Emotional Intelligence (EQ) is one's ability to recognize emotions and emotional states and to name them. It also includes the ability to control one's emotions appropriately and to recognize them in others and make interventions such as calming or redirecting them in useful ways. EQ is one of the important 'soft skills' now recognized as critically important for managers to master. It is clear that EQ can be learned and improved upon over a lifetime, indeed, some may argue that EQ is just what used to be called 'maturity,' a naturally increasing quality of life.

Emotional Intelligence is divided into two dimensions: the personal and the social, each of which has two aspects: awareness and management. This gives four areas, each of which allows for personal growth and development over the course of a career.

-Self-Awareness: This includes the ability to read one's own emotions and recognize their impact; the ability to assess one's own strengths and weaknesses; and a sound self-confidence in one's real capabilities.

-Self-Management: The ability to control one's emotions appropriately and to use emotional reactions positively and effectively. Self-management includes self-motivation and a sense of efficacy in life and work.

-Social Awareness: This is the ability to extend self-knowledge towards other people: empathy, or understanding others' emotional states and points of view; group dynamics, or clarity about how organizations and communities work; and an orientation to service, or making the situation better for others, not only the self.

-Relationship Skills: The fourth area is that of influencing individuals and groups through one's well-developed self and social awareness. Relationship skills allow the emotionally intelligent person to manage conflict, help others develop in his knowledge and skills, provide appropriate leadership, and facilitate teamwork and collaboration.

Anyone can improve in these areas if a commitment is made to growth and learning. Reflective analysis of past incidents where emotional reactions played a critical role can help to provide material for study of one's own EQ and the areas in which one may wish to develop further. After fully remembering the incident itself, try out alternative responses or emotional management techniques in the imagination to find ways that may seem more mature, intelligent, or wise for dealing with the usual conflicts and incidents of life. Reflective analysis and imaging of alternatives, if practiced on a regular basis can contribute substantially to increasing your emotional intelligence, or EQ.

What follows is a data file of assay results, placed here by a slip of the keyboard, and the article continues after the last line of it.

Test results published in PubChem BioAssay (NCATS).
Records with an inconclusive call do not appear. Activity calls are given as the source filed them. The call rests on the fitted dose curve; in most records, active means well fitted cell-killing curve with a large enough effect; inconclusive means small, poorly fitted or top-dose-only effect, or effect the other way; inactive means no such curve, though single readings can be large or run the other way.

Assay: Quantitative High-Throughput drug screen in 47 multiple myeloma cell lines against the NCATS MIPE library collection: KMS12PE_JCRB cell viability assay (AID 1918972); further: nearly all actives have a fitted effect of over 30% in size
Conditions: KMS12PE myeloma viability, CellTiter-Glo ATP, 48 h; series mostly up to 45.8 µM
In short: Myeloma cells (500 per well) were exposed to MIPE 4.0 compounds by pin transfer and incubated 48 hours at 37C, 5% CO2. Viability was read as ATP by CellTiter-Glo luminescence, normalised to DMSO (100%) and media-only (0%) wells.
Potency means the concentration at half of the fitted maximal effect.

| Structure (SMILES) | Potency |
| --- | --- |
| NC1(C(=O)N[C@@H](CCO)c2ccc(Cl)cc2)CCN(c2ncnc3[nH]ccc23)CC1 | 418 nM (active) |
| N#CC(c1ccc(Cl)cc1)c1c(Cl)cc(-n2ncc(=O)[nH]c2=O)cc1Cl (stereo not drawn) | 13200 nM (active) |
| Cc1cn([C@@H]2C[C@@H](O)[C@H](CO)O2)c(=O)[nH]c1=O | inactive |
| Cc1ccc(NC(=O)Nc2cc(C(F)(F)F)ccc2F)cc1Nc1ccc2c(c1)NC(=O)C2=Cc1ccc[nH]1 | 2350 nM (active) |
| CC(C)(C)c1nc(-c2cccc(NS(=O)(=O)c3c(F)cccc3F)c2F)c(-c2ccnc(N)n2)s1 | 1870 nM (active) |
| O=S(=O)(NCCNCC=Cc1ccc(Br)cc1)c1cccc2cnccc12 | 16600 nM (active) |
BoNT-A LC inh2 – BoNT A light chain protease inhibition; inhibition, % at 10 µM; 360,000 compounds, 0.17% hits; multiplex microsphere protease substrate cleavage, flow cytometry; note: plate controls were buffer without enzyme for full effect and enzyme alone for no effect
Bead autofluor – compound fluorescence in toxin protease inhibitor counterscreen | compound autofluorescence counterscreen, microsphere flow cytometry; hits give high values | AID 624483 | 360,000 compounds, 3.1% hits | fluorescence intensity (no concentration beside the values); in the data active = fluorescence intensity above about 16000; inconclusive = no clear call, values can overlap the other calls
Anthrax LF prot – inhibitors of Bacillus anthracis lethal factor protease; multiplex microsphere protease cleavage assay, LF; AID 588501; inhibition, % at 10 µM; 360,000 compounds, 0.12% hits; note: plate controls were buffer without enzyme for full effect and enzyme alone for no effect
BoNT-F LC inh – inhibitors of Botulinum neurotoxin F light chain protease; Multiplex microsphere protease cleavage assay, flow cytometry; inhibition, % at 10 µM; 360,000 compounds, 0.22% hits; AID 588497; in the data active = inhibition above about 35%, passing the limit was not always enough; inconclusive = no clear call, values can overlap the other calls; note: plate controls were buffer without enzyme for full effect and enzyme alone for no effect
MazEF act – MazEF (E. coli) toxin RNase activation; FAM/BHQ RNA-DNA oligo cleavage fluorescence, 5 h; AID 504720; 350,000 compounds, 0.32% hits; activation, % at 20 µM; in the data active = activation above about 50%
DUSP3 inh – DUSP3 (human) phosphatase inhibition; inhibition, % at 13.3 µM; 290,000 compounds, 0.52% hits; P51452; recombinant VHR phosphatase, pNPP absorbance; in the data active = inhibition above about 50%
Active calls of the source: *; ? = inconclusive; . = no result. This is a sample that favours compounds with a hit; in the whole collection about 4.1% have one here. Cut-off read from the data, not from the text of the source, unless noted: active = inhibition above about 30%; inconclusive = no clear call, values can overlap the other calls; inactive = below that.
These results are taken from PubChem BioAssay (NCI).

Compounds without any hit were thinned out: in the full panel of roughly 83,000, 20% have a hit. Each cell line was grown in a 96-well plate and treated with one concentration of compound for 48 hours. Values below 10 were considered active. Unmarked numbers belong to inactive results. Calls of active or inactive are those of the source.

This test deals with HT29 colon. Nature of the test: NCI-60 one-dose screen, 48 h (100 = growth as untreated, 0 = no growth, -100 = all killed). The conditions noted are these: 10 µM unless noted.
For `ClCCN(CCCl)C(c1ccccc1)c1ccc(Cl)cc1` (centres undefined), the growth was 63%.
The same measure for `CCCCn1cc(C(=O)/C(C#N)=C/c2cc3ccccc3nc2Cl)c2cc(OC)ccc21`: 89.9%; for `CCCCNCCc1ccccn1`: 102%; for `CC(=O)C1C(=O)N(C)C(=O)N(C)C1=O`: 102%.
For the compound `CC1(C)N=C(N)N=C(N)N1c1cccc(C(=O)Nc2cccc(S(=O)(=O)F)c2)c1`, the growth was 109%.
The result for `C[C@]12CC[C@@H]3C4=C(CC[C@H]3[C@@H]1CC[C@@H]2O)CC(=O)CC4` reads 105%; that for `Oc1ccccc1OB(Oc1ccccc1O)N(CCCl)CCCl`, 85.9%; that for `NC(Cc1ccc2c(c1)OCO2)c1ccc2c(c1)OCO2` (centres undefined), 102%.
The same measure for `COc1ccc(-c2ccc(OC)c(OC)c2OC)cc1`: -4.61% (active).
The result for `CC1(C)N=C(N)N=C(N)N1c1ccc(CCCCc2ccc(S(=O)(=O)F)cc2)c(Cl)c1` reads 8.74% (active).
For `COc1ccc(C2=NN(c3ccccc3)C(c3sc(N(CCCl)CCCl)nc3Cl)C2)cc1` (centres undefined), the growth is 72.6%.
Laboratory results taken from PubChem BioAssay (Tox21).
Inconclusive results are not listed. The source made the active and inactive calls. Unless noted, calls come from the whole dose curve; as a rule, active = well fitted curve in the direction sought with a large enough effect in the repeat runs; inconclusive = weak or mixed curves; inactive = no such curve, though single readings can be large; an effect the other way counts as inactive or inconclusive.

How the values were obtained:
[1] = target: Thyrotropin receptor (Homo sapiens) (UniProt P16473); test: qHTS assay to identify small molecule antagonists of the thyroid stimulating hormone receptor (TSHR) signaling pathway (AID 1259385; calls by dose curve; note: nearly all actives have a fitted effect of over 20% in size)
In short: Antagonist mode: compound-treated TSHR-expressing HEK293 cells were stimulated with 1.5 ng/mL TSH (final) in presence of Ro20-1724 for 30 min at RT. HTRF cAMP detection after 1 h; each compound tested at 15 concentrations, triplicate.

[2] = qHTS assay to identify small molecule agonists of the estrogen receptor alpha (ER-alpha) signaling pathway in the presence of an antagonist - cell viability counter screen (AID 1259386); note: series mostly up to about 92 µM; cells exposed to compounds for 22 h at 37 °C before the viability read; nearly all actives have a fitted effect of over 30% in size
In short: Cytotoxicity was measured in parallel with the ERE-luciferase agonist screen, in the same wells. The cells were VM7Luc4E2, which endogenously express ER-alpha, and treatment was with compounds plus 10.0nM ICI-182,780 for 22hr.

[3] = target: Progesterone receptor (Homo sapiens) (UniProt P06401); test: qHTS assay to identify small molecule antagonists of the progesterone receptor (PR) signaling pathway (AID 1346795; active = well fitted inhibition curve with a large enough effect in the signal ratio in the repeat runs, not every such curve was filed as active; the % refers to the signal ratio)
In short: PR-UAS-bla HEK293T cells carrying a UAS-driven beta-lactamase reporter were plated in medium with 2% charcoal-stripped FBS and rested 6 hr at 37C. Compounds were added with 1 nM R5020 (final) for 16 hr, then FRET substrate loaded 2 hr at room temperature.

Emotional Intelligence is the ability to maintain awareness of emotions and their relative strengths without allowing them to take control. For example, an emotionally intelligent person will recognize that some types of behavior by a co-worker will always 'push those buttons' and stimulate a similar emotional reaction. However, EQ allows one to choose whether or not to 'push back' and if so, how to do so positively and intelligently.

Using reflection and analysis, one can increase one's ability to become aware of the nature of emotional reactions when they occur; to regulate the translation of emotional reaction into action, to respond more empathetically to others by recognizing their emotional states and to intervene in emotionally charged situations to provide leadership towards positive outcomes. Thus, Emotional Intelligence is one of the characteristics of a successful leader in any arena of life.